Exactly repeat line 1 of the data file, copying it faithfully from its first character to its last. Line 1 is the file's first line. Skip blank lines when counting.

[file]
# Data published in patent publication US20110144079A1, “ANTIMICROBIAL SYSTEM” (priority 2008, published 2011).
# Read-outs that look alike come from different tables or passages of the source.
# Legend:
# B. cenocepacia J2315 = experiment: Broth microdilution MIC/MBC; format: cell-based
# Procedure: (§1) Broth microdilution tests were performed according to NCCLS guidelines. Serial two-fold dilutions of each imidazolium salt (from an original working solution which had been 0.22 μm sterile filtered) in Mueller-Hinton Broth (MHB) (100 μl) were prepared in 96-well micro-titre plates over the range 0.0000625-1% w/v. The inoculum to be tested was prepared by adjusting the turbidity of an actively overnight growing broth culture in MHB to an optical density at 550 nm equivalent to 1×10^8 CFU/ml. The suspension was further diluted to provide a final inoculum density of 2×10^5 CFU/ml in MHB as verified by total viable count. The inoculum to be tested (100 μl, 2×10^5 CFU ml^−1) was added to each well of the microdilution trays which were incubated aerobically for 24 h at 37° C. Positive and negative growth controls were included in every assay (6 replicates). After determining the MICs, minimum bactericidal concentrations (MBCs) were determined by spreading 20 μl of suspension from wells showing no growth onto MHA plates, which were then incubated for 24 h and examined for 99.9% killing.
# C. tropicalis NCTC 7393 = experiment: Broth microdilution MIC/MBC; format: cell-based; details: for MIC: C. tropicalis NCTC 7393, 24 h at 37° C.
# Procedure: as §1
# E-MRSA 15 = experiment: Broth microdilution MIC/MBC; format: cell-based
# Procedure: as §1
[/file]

# Data published in patent publication US20110144079A1, “ANTIMICROBIAL SYSTEM” (priority 2008, published 2011).